“I'm sorry. I have to take this.”
Chelsea Simon-Darrow's perfectly manicured hand slipped towards me between the soy sauce and the fortune cookies to reach her vibrating cell phone. After glancing at the ID on the screen, she turned away from the child beside her and scowled directly into my face.
“It's Jason,” she said, barely disguising her displeasure. “I'll take it outside.”
I adjusted my tie.
“Go ahead, Mrs. S-D. You deal with that, and I'll just get acquainted with this beautiful princess here.”
As my client wafted out of the room on a cloud of Guerlain I beamed my best smile down at the tow-head pixy in pink now sitting next to me.
“Hey, pretty lady. What's your name?”
The little girl, who appeared to be about six, looked up through her lashes, her chin on her chest. Her button nose, with its dusting of freckles, barely cleared the edge of the table.
“My name's Amanda,” she whispered.
“So,” I asked, taking in the cheesy red paper lanterns on the ceiling. “You come here all the time? This is a pretty high class joint.” I gave her one of my best good-guy smiles.
“My Daddy used to bring me here. It's our favorite, his and mine.”
She raised her chin and hit me with the full force of her huge, round, sky-blue eyes. Her lashes were moist and sparkling and her voice was full of tears.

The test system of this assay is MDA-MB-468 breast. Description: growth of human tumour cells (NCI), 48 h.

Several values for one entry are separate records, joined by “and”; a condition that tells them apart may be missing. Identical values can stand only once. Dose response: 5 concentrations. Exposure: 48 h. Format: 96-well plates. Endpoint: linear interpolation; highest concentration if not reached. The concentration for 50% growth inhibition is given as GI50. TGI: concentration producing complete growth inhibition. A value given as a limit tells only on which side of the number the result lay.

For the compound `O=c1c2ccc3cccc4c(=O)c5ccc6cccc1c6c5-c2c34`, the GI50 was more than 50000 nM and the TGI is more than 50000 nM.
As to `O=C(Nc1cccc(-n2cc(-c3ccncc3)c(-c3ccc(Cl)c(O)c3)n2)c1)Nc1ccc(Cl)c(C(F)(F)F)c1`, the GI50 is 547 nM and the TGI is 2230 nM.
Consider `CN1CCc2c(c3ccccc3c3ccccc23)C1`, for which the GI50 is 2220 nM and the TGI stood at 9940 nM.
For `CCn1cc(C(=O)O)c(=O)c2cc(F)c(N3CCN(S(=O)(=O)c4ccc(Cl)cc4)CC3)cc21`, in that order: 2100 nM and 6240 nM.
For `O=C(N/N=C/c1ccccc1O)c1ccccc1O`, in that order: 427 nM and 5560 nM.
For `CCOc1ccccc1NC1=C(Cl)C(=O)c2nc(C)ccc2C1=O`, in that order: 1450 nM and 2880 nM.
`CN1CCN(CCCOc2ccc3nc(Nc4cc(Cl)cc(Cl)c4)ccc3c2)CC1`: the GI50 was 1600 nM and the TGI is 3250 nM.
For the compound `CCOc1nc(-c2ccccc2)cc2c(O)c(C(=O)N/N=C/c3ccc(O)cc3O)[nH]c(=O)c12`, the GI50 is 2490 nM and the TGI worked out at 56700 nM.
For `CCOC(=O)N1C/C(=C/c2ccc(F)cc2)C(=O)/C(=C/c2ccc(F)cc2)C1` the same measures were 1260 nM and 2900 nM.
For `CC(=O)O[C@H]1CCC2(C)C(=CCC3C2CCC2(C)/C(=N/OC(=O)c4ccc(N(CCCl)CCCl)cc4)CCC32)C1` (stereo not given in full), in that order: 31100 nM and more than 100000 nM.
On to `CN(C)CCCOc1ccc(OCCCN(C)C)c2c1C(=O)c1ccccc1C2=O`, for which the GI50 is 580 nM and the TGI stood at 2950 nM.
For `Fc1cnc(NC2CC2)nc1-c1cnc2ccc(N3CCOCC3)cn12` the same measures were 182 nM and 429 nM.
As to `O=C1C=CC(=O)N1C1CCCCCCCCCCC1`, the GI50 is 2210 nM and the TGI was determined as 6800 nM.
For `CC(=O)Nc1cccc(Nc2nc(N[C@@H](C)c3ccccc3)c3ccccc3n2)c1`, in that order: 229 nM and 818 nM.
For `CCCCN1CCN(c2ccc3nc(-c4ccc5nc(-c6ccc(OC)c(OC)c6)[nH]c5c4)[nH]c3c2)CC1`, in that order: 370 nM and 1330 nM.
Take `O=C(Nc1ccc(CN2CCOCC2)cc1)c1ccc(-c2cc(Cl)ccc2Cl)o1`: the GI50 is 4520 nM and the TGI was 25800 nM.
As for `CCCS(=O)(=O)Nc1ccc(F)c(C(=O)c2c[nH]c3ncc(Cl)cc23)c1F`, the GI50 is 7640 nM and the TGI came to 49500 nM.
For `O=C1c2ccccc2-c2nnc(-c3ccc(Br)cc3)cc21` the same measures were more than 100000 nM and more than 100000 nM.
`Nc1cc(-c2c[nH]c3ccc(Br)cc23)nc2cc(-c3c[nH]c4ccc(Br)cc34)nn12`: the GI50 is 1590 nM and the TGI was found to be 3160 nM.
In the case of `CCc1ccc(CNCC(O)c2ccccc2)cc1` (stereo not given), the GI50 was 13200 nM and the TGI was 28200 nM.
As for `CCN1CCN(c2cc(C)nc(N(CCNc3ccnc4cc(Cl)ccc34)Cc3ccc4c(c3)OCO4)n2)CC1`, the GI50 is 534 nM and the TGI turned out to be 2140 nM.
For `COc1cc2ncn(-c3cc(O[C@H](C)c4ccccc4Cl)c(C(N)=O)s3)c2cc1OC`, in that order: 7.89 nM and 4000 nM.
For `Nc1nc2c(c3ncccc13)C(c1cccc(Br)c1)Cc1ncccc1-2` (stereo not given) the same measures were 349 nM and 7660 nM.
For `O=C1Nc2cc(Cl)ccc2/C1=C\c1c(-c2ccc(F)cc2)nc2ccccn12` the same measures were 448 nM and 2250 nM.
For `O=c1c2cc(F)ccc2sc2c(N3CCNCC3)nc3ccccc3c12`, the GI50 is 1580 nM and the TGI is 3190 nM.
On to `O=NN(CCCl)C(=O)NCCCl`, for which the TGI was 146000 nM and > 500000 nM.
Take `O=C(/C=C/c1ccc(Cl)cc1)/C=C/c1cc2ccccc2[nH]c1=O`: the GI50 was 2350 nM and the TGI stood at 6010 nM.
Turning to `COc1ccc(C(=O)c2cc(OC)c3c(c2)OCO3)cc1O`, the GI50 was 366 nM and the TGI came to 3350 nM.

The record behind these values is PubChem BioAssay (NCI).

“When's Mama coming back?”
“She's, uh, just outside on the phone. See? Look out the window. There she is.”
“Okay.” Amanda's voice was barely audible and her eyes were on the tablecloth again. She lapsed back into silence.
“Well, what's your favorite dish, then. What did you and your Daddy used to order?” I was shooting blind here. “Egg rolls, maybe?”
She looked up at me again with a world of pain in those killer baby blues. In fifteen years that look would slay a linebacker.
“No,” she whispered. “We ate Egg Fooey.”
“Egg Fooey? Is that like Hong Kong Fooey?”
She wrinkled her brow into the cutest frown I've ever seen on a chick., then shook her head so hard she loosened her pink bunny barrettes.
“Not Hong Kong Fooey, silly. Egg Fooey!”
She pointed a chopstick at the remains of the Egg Foo Yong on her lunch plate.
The corner of her mouth curved up as she peered into my face this time. Then that turned into a full smile as sparkling and bright as sunshine on water. A smile filled with hope and framed with two tiny dimples.
“Mister?” she whispered. “If I give you all my money would could you get my Daddy to come back home to live with me?”
I should never have looked down at her tiny curled up fist. But I did. Just as her mother stormed back in headed for the table, Amanda opened it and let the handful of coins trickle out onto the table.
“Could you, mister?”
She looked up at me with those hopeful eyes and, yup, slayed me. Right there.
And just like that, I had two clients.